Mao's favorite dishes, one called Stinky Bean Curd
Changsha, Hunan, China
One of my most memorable dinners in China was at the Fire Palace Restaurant, a favorite eating place of Chairman Mao, who was born in Hunan province and attended and taught school here.Skip to next paragraph
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The city's history goes back 3,000 years, but today it's known mostly for the historical places connected with Mao's activities, including Orange Island where he made his famous swim -- and it is known to a few people for its food.
This was the favorite of the three large cities I visited on my first trip to China. Although not restored from the tremendous damage from both Japanese and liberation battles, the town has charm and interesting facets, and the people are friendly and very polite.
There are interesting small shops and two good museums; the Hunan Provincial Museum and the more famous and recently publicized Han Tomb No. 1 at Mawangtuik.
At Mao's birthplace in Shao Shan I enjoyed seeing the rooms in the model house where he grew up. The small town is a day trip away from Changsha, and there is a hotel there, a few shops, and interesting countryside.
But the highlight of Hunan Province for me was dinner at the Fire Palace Restaurant, not necessarily because the chairman had eaten there, but because I wanted to enjoy some of the regional dishes of Hunan, which I had read and heard so much about. Although the guide books said there were no restaurants of interest in this city, I had a list of places I wanted to go to and one was the Fire Palace.
The restaurant, which dates back to the Ching Dynasty, was entered through a moon gateway or round gate, and we walked through several passageways and up the stairway to a second floor overlooking a courtyard to the plain dining room set with three tables with white tablecloths and white napkins folded in the water glasses.
Chefs Shah and Li gave us the exact date of Mao's last visit -- April 14, 1958, and after a friendly welcome, they told us, through an interpreter, some of the chairman's favorites dishes such as Pork with Leek Sprouts, Hunan Smoked Ham, Smoked Pork, tripe, fish, especially squid, and a dish with an amusing name , Stinky Bean Curd.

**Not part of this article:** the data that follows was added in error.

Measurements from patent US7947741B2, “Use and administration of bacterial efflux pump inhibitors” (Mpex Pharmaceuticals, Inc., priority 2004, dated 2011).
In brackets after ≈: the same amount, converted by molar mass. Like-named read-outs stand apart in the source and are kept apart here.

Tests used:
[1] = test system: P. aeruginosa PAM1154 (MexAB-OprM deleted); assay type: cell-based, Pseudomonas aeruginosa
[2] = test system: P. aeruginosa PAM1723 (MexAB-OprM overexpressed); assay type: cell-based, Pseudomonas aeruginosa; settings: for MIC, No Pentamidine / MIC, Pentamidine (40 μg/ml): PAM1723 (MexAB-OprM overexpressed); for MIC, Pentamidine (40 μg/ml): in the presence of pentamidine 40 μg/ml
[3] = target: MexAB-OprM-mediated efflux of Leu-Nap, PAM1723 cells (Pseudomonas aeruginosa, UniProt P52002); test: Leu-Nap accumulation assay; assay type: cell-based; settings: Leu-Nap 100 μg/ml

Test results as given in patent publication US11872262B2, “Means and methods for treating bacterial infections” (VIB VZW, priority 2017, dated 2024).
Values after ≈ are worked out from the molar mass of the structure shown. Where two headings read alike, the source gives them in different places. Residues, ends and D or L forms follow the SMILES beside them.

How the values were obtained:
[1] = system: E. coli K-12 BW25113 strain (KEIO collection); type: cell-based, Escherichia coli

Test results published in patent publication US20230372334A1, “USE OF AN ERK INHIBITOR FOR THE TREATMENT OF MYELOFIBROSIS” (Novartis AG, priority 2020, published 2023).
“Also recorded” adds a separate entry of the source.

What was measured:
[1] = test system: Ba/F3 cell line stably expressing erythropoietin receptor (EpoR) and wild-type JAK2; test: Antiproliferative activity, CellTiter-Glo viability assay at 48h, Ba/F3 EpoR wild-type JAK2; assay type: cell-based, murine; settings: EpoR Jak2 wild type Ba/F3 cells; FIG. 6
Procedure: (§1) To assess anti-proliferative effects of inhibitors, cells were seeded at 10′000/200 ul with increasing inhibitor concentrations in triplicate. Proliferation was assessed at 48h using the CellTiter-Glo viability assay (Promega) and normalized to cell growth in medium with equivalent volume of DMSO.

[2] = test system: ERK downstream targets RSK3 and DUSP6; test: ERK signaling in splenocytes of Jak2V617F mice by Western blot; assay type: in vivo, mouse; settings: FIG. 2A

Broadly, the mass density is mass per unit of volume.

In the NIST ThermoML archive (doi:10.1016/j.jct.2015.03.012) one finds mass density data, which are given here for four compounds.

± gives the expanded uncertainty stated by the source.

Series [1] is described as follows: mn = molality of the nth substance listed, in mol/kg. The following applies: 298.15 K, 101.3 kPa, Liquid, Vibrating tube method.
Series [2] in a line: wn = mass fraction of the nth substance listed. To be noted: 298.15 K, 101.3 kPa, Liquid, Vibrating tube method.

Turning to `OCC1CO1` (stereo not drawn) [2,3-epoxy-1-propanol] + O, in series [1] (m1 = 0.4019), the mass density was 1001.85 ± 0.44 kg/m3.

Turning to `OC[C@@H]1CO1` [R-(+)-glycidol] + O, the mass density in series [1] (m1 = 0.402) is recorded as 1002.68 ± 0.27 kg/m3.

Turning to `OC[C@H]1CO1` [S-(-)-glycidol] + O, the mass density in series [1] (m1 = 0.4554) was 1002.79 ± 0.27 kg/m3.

We were served the Stinky Bean Curd, (Chou Tou Fu), which was fine, interesting but not very exciting in flavor, I thought, although it is a favorite Chinese snack food.
It looks like a very dark brownie, 3 or 4- inches square, pungent with a smoky, caramel, interesting taste. Made from an ancient recipe, it is a bean curd made of broad beans that have been marinated in sesame oil, red pepper, and other ingredients, then deep-fried and eaten with a choice of soy sauce, vinegar , mashed garlic, and chili paste.
Mr. Shah and Mr. Li had prepared a dinner of specialties of the province of Hunan which are somewhat similar to foods in the neighboring province of Sichuan.
The Hunan pepper, however, is different from the fagara peppercorn of Sichuan , which is described as having a "delayed reaction before bursting on the palate." The Hunan pepper, they say is "more straightforward and immediate in its warmth."
Hot pepper is still hot pepper to some people, but it is not, of course, used in every dish. It is usually mixed with one or several ingredients such as sesame oil, fermented black beans, garlic, chopped ginger, scallions, chicken broth, and vinegar.
I have used this seasoning combination at home since I returned; most recently with a beef and bitter melon recipe that is now one of my favorite dishes.